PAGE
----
On the original pieces, there's a real Blue Note Jimmy Smith feel to "Before Noon Comes" (but no Hammond B-3) while "Smoke Screen" uses Deep Purple's "Smoke On the Water" for its inspiration.  On the latter track, Archer and Green get "good and greasy" as they create a funky foundation for Rothbard to jam atop. "Maya's Waltz" is a pretty, medium-tempo, ballad with an open structure that allows for good interplay between the Trio members. "See Walk", the longest cut on the CD at 9:22, opens in a Brazilian vein and stays there through Rothbard's long solo but then begins to pick up in intensity after Archer's solid solo as Green really "kicks up" the beat.

"City Colors" insinuates itself into your brain; perhaps, that's because you may recognize several of the melodies but mostly it's the solid interplay of the the Avi Rothbard Trio. On a chilly February day, these "colors" really warm one's soul.  For more information, go to rothbardmusic.com.

Guitarist/composer Perry Smith, a California native now living in Brooklyn, has issued his second CD as a leader.  "Street Sense" (BJU Records) features bassist Sam Minaie (who played on Smith's 2009 debut, "Stars and Cars"), drummer Ross Pederson, and the fine saxophonist Dayna Stephens.  The 7-song program, consisting of all Smith originals, is well thought-out, smartly executed and plays to the strengths of the musicians.  What is most impressive are the melodies - these songs are not just catchy riffs built for long solos but musical stories that open to thoughtful solos.  For instance, "Please Repeat After Me" opens with a melodic phrase that Stephens and Smith play but that Pederson's sharp snare playing embellishes.  When Stephens moves into his solo, Smith steps away and the rhythm section constructs a solid "bottom."  After a short repetition of the theme, the guitarist takes over and his interaction with the rhythm section is somewhat different as they react to the shifts in his intensity and the phrases he creates.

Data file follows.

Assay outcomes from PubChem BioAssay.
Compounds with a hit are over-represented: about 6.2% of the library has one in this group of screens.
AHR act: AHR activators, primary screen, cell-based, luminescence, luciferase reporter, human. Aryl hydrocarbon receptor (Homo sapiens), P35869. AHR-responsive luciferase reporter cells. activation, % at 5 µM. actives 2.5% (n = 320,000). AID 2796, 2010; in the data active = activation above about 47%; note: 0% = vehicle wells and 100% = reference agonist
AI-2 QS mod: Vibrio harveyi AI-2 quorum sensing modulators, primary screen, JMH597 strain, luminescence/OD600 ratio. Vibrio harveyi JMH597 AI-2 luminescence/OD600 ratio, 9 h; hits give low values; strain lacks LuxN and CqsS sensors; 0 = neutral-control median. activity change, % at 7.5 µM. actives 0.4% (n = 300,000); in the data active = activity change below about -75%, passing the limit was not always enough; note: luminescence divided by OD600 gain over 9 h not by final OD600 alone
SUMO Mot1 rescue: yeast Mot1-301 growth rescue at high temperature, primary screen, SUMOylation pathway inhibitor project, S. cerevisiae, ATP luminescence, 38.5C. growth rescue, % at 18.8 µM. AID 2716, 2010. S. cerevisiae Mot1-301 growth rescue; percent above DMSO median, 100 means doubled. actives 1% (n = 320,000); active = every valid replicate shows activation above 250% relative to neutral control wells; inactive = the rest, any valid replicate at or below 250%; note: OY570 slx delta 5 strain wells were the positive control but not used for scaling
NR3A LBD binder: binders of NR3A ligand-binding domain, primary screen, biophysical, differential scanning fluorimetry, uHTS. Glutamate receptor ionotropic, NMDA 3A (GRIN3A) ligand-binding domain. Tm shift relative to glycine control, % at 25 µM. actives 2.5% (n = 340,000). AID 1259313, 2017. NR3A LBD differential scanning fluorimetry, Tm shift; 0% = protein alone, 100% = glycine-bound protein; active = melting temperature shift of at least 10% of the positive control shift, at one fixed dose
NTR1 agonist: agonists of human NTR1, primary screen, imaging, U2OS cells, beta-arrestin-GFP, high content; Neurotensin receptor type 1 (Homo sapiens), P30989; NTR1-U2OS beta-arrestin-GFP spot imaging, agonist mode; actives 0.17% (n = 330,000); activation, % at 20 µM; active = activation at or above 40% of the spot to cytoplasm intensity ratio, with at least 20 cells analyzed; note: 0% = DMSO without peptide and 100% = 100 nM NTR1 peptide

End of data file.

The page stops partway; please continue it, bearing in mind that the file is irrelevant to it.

"Open Spaces" is a sweet ballad with a emotional melody and shimmering brush work. Stephens' deliberate lines and limpid tone reflect the song's title.  Smith's solo and his bell-like tones (not unlike the sound of John Abercrombie) shimmer above the splashing cymbals and rich bass lines.  Minaie, who has worked with pianists Jean-Michel Pilc and Tigran Hamaysan (among others), is an impressive throughout.  His solos are melodic and thoughtful while his rhythmic thrust "rocks" more than "swings" - you can hear him fire on all cylinders on the CD opener "Mr. R.A. The Warrior" and the closing cut "Happy Jungle." The former has an intensity, with the guitarist and saxophonist exchanging "4 bars" while Pederson drives and the bassist pulses.  The rhythm section also has its own exchange, complete with its own sparks.

"Street Sense" is so much fun to listen to.  The 4 musicians interact with gusto, the melodies and the rhythms engage the listener from the very start and there's nary a dull solo.  In the 4 years since his debut, Perry Smith has matured as a composer, arranger and soloist.  The results are formidable.  For more information, go to www.perrysmithmusic.com.